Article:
Croatia joined European Union on 1 July 2013, and in spite of the rather slow post-recession recovery, in terms of income per capita it is still ahead of some European Union member states such as Bulgaria, Romania, and Latvia.[12] In terms of average monthly wage, Croatia is ahead of 9 EU members (Czech Republic, Estonia, Slovakia, Latvia, Poland, Hungary, Lithuania, Romania, and Bulgaria).[13] With unemployment rate of 18.3% as of June 2014, Croatia has the third highest unemployment rate in the European Union, after Greece (27%), and Spain (26.8%).[14]

The industrial sector with exports of over €1 billion annually is dominated by shipbuilding which accounts for over 10% of exported goods. Food processing and chemical industry also account for significant portions of industrial output and exports. Industrial sector represents 27% of Croatia’s total economic output while agriculture represents 6%. Industrial sector is responsible for 25% of Croatia's GDP, with agriculture, forestry and fishing accounting for the remaining 5% of Croatian GDP.

Croatian development in the 20th century[15]

Croatian agricultural sector subsists from exports of blue water fish, which in recent years experienced a tremendous surge in demand, mainly from Japan and South Korea. Croatia is a notable producer of organic foods and much of it is exported to the European Union. Croatian wines, olive oil and lavender are particularly sought after.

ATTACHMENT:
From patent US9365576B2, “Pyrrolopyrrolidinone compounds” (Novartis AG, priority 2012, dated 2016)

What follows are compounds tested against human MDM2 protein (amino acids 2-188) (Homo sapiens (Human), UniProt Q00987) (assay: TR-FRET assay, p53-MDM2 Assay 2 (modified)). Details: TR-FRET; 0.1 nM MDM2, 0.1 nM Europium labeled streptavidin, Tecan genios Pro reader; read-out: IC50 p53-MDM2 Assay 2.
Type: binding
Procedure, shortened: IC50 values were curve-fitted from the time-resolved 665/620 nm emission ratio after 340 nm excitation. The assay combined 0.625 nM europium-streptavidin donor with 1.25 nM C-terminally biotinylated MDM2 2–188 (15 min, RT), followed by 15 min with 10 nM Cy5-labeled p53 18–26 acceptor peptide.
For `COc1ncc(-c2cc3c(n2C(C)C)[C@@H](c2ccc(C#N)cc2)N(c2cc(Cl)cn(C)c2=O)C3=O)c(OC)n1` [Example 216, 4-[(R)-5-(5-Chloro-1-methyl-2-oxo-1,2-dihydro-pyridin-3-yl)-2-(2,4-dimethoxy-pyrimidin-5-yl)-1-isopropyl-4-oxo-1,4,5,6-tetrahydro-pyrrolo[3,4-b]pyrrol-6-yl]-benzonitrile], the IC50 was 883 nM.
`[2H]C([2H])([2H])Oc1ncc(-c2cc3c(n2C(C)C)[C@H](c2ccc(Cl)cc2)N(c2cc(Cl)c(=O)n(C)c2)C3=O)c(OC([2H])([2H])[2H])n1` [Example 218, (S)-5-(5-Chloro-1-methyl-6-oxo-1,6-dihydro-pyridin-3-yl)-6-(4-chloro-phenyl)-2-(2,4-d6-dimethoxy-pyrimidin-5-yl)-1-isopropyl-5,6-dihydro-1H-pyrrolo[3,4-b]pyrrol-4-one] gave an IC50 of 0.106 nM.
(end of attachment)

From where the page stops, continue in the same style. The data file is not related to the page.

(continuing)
Tourism is traditionally a notable source of income, particularly during the summer months, but also more recently during the winter months as well, due to an increase in popularity of snow sports such as skiing. With over 10 million foreign tourists annually, tourism generates revenue in excess of €7 billion. Croatia is ranked among the top 20 most popular tourist destinations in the world, and was voted world's top tourism destination in 2005 by Lonely Planet.[16]

One of the sales promotion actions to increase purchase of domestic products

Trade plays a major role in Croatian economic output. In 2007 Croatia's exports were valued at USD 12.84 billion (24.7 billion including service exports). According to Healy Consultants, trade in Croatia is bolstered by its low trade-weighted average tariff of just 1.2%.[17] Croatia has a stable market economy accompanied by a strong and stable currency, the Kuna.

Croatia and Slovenia, the two westernmost republics in what was formerly SFR Yugoslavia, accounted for nearly half of the total Yugoslav GDP, and this was reflected in the overall standard of living which in Croatia's case was more than 50% above Yugoslav average, and close to 90% in Slovenia. Nevertheless, since the late 1980s and the beginning of economic transition, Croatian economy experienced difficulties due to deindustrialization, war destruction and the loss of Yugoslav and Comecon markets.